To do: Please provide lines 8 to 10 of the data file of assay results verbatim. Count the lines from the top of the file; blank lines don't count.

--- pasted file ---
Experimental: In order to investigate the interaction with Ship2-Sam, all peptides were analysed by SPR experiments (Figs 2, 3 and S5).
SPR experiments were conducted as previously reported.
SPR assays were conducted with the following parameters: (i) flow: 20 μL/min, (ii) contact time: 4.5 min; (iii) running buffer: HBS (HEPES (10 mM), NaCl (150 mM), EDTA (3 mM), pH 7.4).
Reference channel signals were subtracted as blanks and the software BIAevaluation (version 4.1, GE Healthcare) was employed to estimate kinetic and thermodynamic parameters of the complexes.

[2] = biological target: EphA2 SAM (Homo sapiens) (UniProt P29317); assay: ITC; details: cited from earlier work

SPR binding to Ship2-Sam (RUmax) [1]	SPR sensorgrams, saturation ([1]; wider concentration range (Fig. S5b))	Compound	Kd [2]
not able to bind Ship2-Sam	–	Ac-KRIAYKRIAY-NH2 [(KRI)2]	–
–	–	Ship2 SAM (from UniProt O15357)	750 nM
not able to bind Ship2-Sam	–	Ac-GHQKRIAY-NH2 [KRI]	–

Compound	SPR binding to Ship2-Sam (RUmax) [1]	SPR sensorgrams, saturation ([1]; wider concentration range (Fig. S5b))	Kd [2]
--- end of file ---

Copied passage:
–	–	Ship2 SAM (from UniProt O15357)	750 nM
not able to bind Ship2-Sam	–	Ac-GHQKRIAY-NH2 [KRI]	–

Compound	SPR binding to Ship2-Sam (RUmax) [1]	SPR sensorgrams, saturation ([1]; wider concentration range (Fig. S5b))	Kd [2]